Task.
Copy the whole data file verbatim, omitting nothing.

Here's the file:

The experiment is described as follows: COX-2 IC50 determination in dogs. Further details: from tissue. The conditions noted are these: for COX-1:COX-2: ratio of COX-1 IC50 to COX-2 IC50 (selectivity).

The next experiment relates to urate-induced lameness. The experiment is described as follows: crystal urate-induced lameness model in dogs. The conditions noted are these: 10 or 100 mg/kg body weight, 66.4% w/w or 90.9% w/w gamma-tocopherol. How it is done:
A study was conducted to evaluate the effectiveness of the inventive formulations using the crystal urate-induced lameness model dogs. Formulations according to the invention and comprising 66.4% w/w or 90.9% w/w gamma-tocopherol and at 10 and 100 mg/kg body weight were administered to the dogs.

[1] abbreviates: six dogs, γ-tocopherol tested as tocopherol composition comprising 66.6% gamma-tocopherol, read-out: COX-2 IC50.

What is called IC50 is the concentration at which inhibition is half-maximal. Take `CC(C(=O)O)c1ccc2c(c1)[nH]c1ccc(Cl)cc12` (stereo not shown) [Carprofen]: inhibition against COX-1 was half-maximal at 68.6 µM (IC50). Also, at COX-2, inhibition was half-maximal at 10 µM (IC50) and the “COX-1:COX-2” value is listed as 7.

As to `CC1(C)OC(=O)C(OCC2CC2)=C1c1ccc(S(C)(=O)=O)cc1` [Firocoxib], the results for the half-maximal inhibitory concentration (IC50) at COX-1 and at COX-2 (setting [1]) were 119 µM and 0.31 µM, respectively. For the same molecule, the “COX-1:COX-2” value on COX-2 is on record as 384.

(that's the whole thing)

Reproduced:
The experiment is described as follows: COX-2 IC50 determination in dogs. Further details: from tissue. The conditions noted are these: for COX-1:COX-2: ratio of COX-1 IC50 to COX-2 IC50 (selectivity).

The next experiment relates to urate-induced lameness. The experiment is described as follows: crystal urate-induced lameness model in dogs. The conditions noted are these: 10 or 100 mg/kg body weight, 66.4% w/w or 90.9% w/w gamma-tocopherol. How it is done:
A study was conducted to evaluate the effectiveness of the inventive formulations using the crystal urate-induced lameness model dogs. Formulations according to the invention and comprising 66.4% w/w or 90.9% w/w gamma-tocopherol and at 10 and 100 mg/kg body weight were administered to the dogs.

[1] abbreviates: six dogs, γ-tocopherol tested as tocopherol composition comprising 66.6% gamma-tocopherol, read-out: COX-2 IC50.

What is called IC50 is the concentration at which inhibition is half-maximal. Take `CC(C(=O)O)c1ccc2c(c1)[nH]c1ccc(Cl)cc12` (stereo not shown) [Carprofen]: inhibition against COX-1 was half-maximal at 68.6 µM (IC50). Also, at COX-2, inhibition was half-maximal at 10 µM (IC50) and the “COX-1:COX-2” value is listed as 7.

As to `CC1(C)OC(=O)C(OCC2CC2)=C1c1ccc(S(C)(=O)=O)cc1` [Firocoxib], the results for the half-maximal inhibitory concentration (IC50) at COX-1 and at COX-2 (setting [1]) were 119 µM and 0.31 µM, respectively. For the same molecule, the “COX-1:COX-2” value on COX-2 is on record as 384.